Protesters throng downtown Bangkok

Hundreds of businesses were forced to close Saturday after anti-government protesters moved into the Thai capital's central downtown commercial core.
Thai anti-government demonstrators take part in their fourth consecutive weekend protest on Saturday. ((Wason Wanichakorn/Associated Press))
Hundreds of businesses were forced to close Saturday after anti-government protesters moved into Bangkok's downtown commercial core.

Thailand's capital has been the scene of similar demonstrations the last four weekends, but this was the most disruptive one of all.

Thousands of protesters — mainly poor, rural protesters known as the Red Shirts — staged a sit-in and vowed they won't leave until Prime Minister Abhisit Vejjajiva dissolves parliament and calls new elections.

Supporters of ex-Prime Minister Thaksin Shinawatra and pro-democracy activists are feeling emboldened after scoring a couple of victories since the protests began, observers say.

First they forced Abhisit to the negotiating table last weekend. They also won what they consider to be a major concession from him: he agreed there will be elections and that he will dissolve parliament before the end of the year.

But protesters, opposed to a 2006 military coup which ousted Thaksin, want Abhisit to resign and call elections immediately to ensure that Thailand  once again has a democratically elected government.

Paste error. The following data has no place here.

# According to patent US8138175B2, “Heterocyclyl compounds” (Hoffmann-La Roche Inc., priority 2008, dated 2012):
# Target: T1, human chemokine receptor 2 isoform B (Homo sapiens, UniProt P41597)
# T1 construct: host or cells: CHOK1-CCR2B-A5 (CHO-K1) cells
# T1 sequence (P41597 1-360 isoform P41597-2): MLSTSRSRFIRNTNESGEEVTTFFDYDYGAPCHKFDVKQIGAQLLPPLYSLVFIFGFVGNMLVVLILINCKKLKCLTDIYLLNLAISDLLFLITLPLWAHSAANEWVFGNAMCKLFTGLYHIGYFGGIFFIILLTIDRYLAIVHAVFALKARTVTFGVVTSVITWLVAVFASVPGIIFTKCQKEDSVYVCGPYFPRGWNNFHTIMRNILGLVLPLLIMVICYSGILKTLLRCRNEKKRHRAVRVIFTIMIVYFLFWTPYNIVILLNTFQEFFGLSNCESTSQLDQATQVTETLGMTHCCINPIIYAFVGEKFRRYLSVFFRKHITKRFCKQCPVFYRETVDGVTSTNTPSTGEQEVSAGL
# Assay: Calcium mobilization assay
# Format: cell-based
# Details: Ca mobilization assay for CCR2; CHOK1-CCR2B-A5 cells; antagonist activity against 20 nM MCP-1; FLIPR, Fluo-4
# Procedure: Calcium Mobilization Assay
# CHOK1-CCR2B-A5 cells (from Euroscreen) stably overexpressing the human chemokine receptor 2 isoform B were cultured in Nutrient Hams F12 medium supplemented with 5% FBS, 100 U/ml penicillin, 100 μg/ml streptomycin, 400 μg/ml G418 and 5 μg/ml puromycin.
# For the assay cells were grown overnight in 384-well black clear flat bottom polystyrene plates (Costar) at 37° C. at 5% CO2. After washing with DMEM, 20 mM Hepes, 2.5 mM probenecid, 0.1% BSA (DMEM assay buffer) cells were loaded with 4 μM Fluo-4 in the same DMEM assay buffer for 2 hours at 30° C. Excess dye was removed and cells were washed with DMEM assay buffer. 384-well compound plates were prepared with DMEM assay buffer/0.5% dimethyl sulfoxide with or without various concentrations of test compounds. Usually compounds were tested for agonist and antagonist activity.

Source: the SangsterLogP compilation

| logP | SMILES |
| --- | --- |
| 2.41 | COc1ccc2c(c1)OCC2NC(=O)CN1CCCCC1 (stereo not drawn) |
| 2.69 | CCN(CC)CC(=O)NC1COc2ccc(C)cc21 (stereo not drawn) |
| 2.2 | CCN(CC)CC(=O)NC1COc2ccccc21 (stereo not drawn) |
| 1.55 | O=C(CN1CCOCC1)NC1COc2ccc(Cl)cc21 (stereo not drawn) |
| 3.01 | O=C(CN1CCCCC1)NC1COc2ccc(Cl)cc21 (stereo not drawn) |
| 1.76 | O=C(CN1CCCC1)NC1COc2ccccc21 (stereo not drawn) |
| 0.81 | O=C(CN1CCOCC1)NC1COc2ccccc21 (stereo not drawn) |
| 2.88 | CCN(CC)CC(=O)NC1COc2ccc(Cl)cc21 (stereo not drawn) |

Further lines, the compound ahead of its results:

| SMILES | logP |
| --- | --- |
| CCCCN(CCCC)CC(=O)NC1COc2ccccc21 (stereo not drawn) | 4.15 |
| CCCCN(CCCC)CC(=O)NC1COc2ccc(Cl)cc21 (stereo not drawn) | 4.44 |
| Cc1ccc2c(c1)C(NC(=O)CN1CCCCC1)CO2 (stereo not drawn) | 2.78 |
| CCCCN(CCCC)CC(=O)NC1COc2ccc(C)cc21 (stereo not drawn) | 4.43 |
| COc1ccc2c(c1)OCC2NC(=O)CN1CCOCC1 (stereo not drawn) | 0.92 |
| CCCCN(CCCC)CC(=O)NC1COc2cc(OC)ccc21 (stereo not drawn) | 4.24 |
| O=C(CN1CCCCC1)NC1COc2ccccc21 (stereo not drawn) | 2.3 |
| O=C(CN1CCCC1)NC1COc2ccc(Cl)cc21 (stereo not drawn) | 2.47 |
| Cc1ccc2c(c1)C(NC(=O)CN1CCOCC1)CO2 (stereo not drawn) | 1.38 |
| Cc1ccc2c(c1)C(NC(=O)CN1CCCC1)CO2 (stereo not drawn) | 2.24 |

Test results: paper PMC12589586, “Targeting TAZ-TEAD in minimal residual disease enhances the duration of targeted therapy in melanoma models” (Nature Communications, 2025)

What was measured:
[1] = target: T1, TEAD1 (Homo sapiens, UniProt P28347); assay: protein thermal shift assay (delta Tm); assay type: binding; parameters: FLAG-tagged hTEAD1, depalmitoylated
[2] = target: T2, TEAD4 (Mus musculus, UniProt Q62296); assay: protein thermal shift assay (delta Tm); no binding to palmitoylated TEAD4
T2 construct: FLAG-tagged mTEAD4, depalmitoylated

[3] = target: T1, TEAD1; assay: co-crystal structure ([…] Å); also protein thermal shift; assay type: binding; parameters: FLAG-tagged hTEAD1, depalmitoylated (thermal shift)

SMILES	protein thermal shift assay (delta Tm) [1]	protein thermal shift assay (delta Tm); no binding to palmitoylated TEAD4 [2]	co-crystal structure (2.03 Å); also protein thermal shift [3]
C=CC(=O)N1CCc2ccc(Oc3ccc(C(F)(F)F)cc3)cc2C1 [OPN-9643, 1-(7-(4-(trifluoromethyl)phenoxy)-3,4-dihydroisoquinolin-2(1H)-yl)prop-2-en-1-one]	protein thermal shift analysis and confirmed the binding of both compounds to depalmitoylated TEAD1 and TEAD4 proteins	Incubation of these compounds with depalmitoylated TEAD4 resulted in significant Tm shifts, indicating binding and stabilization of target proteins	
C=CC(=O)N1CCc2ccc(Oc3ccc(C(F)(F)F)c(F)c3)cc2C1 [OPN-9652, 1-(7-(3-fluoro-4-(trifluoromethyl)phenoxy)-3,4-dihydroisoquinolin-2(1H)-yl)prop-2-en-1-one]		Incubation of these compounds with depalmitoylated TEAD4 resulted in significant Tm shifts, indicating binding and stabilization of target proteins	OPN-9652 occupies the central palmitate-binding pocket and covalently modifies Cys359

Protesters expected to sit tight for weekend

The government first ordered them out before the end of the day but as the deadline passed said negotiations would continue Sunday.

In a video phone-in Saturday night, Thaksin repeated his calls for the protesters to stay the course.

"Fight and be tired for a few more days. This is better than being tired for the rest of your lives due to injustice," he said.

"I ask that those of you working the next few days to please take days off and join us here. Please be patient. Victory is just around the corner."

Protest leaders have portrayed the demonstrations as a struggle between Thailand's impoverished, mainly rural masses — who benefited from Thaksin policies of cheap health care and low-interest village loans — and a Bangkok-based elite seen as impervious to their plight.

Thaksin's allies won elections in December 2007, but two resulting governments were forced out by court rulings. A parliamentary vote brought Abhisit's party to power in December 2008.

The Red Shirts say his rule is undemocratic and that only new elections can restore integrity to Thai democracy.

With files from The Associated Press